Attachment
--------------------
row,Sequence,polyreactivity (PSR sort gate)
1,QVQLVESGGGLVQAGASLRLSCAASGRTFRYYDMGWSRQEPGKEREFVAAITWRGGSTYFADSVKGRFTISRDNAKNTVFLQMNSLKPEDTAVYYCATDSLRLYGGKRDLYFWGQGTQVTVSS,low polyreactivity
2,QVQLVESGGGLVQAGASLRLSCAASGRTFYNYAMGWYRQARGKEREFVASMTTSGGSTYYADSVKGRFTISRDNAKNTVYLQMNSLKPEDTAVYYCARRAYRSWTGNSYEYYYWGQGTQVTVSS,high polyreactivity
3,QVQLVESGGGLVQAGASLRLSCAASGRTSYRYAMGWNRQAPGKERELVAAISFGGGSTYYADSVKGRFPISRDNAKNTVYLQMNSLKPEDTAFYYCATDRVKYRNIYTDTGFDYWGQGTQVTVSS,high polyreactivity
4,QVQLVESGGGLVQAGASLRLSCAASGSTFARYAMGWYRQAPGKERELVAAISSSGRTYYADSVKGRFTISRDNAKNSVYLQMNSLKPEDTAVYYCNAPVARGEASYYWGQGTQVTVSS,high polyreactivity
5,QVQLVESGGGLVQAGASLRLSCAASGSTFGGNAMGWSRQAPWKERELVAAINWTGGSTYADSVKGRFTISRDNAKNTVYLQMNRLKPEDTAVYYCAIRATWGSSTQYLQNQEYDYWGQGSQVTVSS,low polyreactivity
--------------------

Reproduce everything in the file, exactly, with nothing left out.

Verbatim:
row,Sequence,polyreactivity (PSR sort gate)
1,QVQLVESGGGLVQAGASLRLSCAASGRTFRYYDMGWSRQEPGKEREFVAAITWRGGSTYFADSVKGRFTISRDNAKNTVFLQMNSLKPEDTAVYYCATDSLRLYGGKRDLYFWGQGTQVTVSS,low polyreactivity
2,QVQLVESGGGLVQAGASLRLSCAASGRTFYNYAMGWYRQARGKEREFVASMTTSGGSTYYADSVKGRFTISRDNAKNTVYLQMNSLKPEDTAVYYCARRAYRSWTGNSYEYYYWGQGTQVTVSS,high polyreactivity
3,QVQLVESGGGLVQAGASLRLSCAASGRTSYRYAMGWNRQAPGKERELVAAISFGGGSTYYADSVKGRFPISRDNAKNTVYLQMNSLKPEDTAFYYCATDRVKYRNIYTDTGFDYWGQGTQVTVSS,high polyreactivity
4,QVQLVESGGGLVQAGASLRLSCAASGSTFARYAMGWYRQAPGKERELVAAISSSGRTYYADSVKGRFTISRDNAKNSVYLQMNSLKPEDTAVYYCNAPVARGEASYYWGQGTQVTVSS,high polyreactivity
5,QVQLVESGGGLVQAGASLRLSCAASGSTFGGNAMGWSRQAPWKERELVAAINWTGGSTYADSVKGRFTISRDNAKNTVYLQMNRLKPEDTAVYYCAIRATWGSSTQYLQNQEYDYWGQGSQVTVSS,low polyreactivity